For 13 years, Circa Survive have been pushing the boundaries of music to create albums that are not only audibly pleasing, but also tangible and emotionally relatable to the listener. Few bands have been as unbridled and vulnerable in their approach, making them not only one of the most self-aware, but also the most free in terms of their artistic expression. Though they have hidden slightly in the shadow–according to some–of their acclaimed Blue Sky Noise, Circa’s records are uniquely individualistic and profound in their own right. Building off their roots seems to be a common thread within their music, but it’s clear they aren’t looking to produce more of the same, thus enters The Amulet. Their sixth studio album finds itself steering into alternative territory more than ever before, highlights being that it explores a darker mood and atmosphere. I must admit that it is not the best Circa Survive album ever to be released, but it is still a haunting and stunning listen from beginning to end.
The Amulet opens up with their debut single, “Lustration.” Exploring those feelings you have when you’re trying to embrace something new, it begins timid, but once it’s comfortable, it opens up completely. As it conveys, things change, you change, and it’s clear from the get go that Circa Survive are changing too, both as individuals and a band. As Anthony Green transforms from a gritty howl to a silvery falsetto, the music moves with him and complements the tone set by the lyrics. On record, tracks like this are a true standout. They are also performed flawlessly in the live setting, creating an environment of their own. Something I learned when they performed “Lustration” live for the first time in Colorado on The Blood Tour with AFI. As openers go, this one really sets the bar high for the remainder of the album; A good omen that will hopefully carry through to its end.
Nick Beard‘s contributions really resonate on The Amulet with distinctive bass lines rising to the forefront on many occasions, heard particularly in the album’s next track, “Never Tell A Soul.” In my opinion, this is hands down the best song on the album, because it’s Circa Survive to the core. It feels familiar, but new at the same time. It also has a more grunge and punk attitude, but it soon transforms into something else entirely as it takes you into this cosmic, proggy space. As far as song structure goes, “Never Tell A Soul,” features Circa at their best; A song that calms your spirit but awakens it the minute it reaches that frenetic juncture. As the record carries on, bewitching tales continue to be told as “Premonition of the Hex” ominously drives in.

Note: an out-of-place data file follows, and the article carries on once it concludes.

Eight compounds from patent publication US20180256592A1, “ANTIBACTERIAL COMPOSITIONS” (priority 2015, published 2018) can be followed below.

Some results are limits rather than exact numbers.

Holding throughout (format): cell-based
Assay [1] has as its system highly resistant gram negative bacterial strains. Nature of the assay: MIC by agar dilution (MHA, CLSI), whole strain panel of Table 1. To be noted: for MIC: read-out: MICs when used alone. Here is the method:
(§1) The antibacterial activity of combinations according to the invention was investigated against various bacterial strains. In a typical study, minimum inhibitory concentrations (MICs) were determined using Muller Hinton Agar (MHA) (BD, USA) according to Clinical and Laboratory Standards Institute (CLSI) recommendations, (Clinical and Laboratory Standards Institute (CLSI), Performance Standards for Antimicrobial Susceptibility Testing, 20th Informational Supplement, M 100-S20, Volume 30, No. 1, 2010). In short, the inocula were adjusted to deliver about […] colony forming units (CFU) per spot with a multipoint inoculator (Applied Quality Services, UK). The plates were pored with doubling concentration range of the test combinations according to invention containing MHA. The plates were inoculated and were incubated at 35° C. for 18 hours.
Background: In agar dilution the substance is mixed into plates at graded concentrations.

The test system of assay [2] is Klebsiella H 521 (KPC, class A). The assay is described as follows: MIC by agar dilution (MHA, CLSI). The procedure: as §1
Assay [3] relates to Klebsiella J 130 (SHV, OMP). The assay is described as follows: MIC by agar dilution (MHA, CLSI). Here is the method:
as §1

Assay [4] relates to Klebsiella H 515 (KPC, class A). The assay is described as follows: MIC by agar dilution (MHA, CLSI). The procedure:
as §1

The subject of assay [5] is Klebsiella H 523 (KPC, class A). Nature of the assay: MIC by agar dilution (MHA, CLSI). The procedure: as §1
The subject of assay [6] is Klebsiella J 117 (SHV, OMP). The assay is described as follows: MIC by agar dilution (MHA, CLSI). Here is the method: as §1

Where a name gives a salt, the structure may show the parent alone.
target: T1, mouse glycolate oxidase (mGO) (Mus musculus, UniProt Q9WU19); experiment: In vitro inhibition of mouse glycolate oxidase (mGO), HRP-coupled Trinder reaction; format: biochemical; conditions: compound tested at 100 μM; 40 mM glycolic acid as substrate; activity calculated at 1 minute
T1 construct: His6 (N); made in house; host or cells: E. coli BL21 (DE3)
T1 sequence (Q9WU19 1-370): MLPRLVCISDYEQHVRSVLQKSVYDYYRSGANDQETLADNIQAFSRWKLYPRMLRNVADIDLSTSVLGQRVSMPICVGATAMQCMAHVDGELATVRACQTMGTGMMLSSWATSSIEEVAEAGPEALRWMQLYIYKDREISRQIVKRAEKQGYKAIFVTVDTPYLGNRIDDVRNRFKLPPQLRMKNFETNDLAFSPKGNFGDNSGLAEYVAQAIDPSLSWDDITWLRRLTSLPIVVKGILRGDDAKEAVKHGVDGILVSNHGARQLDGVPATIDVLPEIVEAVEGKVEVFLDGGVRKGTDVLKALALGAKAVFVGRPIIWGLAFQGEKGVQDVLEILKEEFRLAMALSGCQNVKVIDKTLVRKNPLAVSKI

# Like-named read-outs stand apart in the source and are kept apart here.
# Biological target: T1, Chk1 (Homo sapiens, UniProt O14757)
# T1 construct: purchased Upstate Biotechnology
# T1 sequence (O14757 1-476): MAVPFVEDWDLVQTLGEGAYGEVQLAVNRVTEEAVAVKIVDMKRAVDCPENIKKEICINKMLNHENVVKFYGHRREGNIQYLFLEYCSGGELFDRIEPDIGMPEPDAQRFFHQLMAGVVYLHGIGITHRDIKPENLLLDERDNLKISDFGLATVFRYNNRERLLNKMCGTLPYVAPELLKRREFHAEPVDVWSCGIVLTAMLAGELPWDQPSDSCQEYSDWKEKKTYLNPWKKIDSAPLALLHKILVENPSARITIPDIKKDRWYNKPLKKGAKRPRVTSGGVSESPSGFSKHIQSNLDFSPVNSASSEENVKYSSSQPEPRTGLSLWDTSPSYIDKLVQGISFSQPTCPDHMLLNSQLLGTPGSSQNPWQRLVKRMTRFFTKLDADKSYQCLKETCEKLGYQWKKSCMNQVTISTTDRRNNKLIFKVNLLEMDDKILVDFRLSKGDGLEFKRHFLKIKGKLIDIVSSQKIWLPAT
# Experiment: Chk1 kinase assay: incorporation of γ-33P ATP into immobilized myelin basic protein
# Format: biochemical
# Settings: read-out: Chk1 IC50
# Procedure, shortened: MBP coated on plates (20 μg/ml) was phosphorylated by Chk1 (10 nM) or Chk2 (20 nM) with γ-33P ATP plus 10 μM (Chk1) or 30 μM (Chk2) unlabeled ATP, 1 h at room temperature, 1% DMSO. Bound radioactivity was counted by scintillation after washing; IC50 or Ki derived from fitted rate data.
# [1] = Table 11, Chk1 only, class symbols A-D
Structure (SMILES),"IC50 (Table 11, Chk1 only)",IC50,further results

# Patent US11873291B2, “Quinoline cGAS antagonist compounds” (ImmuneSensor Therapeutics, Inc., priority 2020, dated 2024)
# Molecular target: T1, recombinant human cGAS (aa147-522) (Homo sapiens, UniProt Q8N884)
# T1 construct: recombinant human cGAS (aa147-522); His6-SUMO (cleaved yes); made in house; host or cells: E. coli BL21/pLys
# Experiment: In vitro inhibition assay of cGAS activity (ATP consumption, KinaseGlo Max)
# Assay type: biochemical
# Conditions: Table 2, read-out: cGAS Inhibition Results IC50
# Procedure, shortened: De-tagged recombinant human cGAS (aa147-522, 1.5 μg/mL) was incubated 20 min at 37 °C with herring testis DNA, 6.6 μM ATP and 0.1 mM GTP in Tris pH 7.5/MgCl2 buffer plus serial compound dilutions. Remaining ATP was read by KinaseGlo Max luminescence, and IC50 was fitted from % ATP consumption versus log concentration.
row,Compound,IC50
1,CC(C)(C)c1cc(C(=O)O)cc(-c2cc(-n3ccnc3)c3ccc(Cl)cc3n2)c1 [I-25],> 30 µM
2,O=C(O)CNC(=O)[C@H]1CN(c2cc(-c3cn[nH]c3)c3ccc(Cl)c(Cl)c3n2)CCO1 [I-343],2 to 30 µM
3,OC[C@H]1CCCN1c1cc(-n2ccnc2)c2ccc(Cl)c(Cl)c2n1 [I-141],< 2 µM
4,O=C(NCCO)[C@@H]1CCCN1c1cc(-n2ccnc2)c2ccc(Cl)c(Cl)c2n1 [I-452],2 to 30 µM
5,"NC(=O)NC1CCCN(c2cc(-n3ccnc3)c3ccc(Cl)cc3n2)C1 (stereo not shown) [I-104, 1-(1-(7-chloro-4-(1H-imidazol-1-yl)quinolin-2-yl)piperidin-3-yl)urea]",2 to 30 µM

Though the previously released singles, like “Rites of Investiture” and “The Amulet,” prove to be some of the best tracks on the record, the fourth, “Tunnel Vision,” is just as memorable if not more stirring than those we’ve previously heard. Steve Clifford’s resounding presence on the drums drives the track along with guitars that ring like wind chimes and Green, who’s vocals are nothing short of dreamy. “At Night It Gets Worse,” follows similarly and adds further to the nuance of The Amulet. It’s a great track, but it feels muted when compared with the other songs. Another standout is the stripped-down and etherial “Flesh And Bone,” which wanes but doesn’t fade. Emotionally, it really hits home as you feel every word. Though it slows things down, it feels necessary and its timing in the order of the record is impeccable.
Positively, The Amulet shines lyrically, which comes as no surprise. One of its biggest strong suits, however, is its inclusion of emotions that are not only personal, but also social and political. I also have to take this moment to commend them for thinking about everything from the album artwork (Shoutout to the talented Esao Andrews) to the promotion and song release choices. They handle an album with care, love, and appreciation and that is something that shows through on every release. On a more critical note, that frantic energy we’ve come to know from Circa Survive is toned down in the new record, only greeting us every now and again in songs like “Rites of Investiture” and “Stay.” Though explored on occasion, I wish The Amulet would have unleashed a bit more. For the most part, the song structures of the tracks are complex and thrilling, but that suspense that keeps you on the edge of your seat is rarely explored. Excitingly, they do successfully keep you in this odd state of contemplation and reflection, so in some instances it really works. It’s also important to note that a number of songs on The Amulet are growers, so don’t dismiss them upon your first listen.
Circa Survive have found themselves in a place where they are no longer competing with anyone else but themselves, and though this has made them the best at what they do, it has made it hard for them to break out of their own shadow. With that said, The Amulet, is a phenomenal record in comparison to the community it exists in, but it isn’t going to reach the same iconic status as their most celebrated records. Overall, The Amulet is sonically-impressive and emotionally-charged. It’s introspective, but sees the band looking out for inspiration just as much as they are looking in. And most of all, it’s a sign of greater things to come.
The Amulet Tracklist
You can still pick up your copy of Circa Survive’s The Amulet, which releases tomorrow, here!
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